• Ethanol, a natural, plant-sourced fuel, is currently used in conjunction with regular petroleum to power our cars at levels of 10%. However, some cars are already capable of using 85% ethanol fuel, which is also found in many rocket fuels.
  • Diesel fuel is actually much more environmentally friendly than regular petroleum and gasoline. Ethanol and methanol are both easy to naturally source, are renewable and environmentally safe, and are being implemented for as bio-diesel fuels in the coming years.
  • Hemp can be combined with diesel fuel to create a more renewable and environmentally safe fuel source. However, hemp itself can also be produced into a fuel on its own.

Carbon Emissions

  • Hemp as a biodiesel fuel emits only 20% of the harmful carbon dioxide of regular fuel and almost no Sulphur dioxide into the atmosphere.
  • As a result, emissions from hemp fuel will have an insignificant impact on carbon output and climate change.
  • The burning of hemp fuel does not contribute to any form of acid rain.
  • Hemp is just as biodegradable as common sugar, and contains the toxicity of ten times its weight in salt, rendering it harmless.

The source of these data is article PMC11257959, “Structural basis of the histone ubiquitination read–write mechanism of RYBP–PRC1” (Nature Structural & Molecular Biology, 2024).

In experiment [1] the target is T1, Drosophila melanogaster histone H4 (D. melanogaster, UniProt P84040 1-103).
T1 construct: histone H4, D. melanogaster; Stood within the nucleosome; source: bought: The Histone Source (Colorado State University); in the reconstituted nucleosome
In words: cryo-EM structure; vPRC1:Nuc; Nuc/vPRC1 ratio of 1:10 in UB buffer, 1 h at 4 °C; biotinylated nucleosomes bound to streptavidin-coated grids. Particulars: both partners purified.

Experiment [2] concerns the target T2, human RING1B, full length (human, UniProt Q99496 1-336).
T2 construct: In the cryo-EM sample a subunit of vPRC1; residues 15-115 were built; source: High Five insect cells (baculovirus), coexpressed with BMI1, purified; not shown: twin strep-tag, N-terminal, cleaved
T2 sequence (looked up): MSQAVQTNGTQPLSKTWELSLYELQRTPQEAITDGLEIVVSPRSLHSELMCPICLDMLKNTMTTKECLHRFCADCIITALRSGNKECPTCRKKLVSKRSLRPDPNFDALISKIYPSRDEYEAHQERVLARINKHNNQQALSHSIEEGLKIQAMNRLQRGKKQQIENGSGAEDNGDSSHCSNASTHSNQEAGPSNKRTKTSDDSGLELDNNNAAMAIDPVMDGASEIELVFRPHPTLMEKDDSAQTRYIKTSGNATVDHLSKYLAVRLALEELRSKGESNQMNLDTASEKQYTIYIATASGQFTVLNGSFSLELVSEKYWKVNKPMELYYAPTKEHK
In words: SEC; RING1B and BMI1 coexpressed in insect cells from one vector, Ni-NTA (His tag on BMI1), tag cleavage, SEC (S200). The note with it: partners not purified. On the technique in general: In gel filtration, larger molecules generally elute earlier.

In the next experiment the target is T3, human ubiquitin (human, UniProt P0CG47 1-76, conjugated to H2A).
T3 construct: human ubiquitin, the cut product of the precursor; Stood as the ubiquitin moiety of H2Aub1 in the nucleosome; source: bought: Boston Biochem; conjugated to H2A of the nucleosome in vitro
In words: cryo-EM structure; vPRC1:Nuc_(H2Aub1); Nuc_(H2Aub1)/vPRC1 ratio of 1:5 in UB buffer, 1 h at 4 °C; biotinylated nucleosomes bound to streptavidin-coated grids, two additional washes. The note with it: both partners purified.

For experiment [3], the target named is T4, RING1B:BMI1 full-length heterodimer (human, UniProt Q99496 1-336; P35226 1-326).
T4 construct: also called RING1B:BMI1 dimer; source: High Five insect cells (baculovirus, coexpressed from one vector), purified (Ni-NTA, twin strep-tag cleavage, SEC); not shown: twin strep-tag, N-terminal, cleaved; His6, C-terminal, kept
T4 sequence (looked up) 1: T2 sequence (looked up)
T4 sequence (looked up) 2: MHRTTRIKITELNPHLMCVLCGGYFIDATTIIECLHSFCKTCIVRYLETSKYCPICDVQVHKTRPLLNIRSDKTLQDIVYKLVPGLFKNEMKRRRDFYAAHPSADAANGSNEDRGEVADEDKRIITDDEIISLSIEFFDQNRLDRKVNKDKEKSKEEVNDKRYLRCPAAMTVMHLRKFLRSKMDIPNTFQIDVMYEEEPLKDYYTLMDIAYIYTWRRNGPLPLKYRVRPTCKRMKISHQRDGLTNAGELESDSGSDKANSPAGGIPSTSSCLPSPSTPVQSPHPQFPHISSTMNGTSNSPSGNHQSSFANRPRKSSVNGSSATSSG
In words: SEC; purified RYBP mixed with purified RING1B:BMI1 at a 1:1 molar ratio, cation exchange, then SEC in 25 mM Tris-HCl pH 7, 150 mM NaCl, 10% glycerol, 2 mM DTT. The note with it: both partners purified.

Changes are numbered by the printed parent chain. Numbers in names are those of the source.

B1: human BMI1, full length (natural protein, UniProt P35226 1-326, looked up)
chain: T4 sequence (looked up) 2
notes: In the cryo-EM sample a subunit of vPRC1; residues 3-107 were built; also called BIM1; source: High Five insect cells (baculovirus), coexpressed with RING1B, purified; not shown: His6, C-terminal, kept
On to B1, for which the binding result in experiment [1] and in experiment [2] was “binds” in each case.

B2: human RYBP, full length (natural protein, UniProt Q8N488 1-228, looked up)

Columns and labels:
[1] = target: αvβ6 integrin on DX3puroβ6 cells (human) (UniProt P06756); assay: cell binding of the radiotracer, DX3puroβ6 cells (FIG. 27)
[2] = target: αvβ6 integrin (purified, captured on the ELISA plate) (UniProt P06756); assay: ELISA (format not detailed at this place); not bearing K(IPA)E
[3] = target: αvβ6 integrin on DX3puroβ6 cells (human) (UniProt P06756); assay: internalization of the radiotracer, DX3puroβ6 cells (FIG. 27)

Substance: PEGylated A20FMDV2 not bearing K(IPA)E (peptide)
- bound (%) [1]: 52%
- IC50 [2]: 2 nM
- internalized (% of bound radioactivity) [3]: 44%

What benefits will Hemp hold for our economy:

  • Hemp was once considered the backbone of the US economy. As one of the most economically and environmentally viable resources in Australia (exemplified by its use in over 30,000 consumer products), its introduction into mainstream production could have a similar effect on the Australian economy. Thousands of job opportunities could be created through greater investment in the hemp industry. Recent layoffs within companies such as Blue Scope Steel could be offset by the jobs created by planting, cultivating and processing industrial hemp.
  • Hemp could be used extensively to produce flour, oils, and other food sources. Therefore, thanks to its nutritional value and versatility, the jobs created in the food industry would be similar to that of the ones created in the Industrial workforce.
  • Finally, the introduction of more biodiesel fuel incorporating hemp would bolster the local economy and remove the large dependence the US has on foreign fuel sources.

EcoFiber is Australia's leading company behind promoting the future of hemp in this country and across the globe. Along with many other companies such as Hemcore in the United Kingdom and Woven Earth in the US, EcoFiber stress the economic and environmental benefits that hemp can provide, whilst aiming to raise awareness and dismiss harmful misconceptions.

About Woven-Earth: Woven Earth is a company dedicated to looking back to move forward. We take environmentally friendly ideas that have been used for centuries and introduce a modern take. The result is a product that performs just as well, or better, than equivalents. We produce biodegradable landscape and erosion control products made with natural materials, with little to no carbon emissions. Our current portfolio includes a convenient mulch mat, which can also be used for erosion control, and biodegradable anchor stakes (also known as pins). The stakes can also be used to anchor other types of erosion control blanket, sod, or weed block.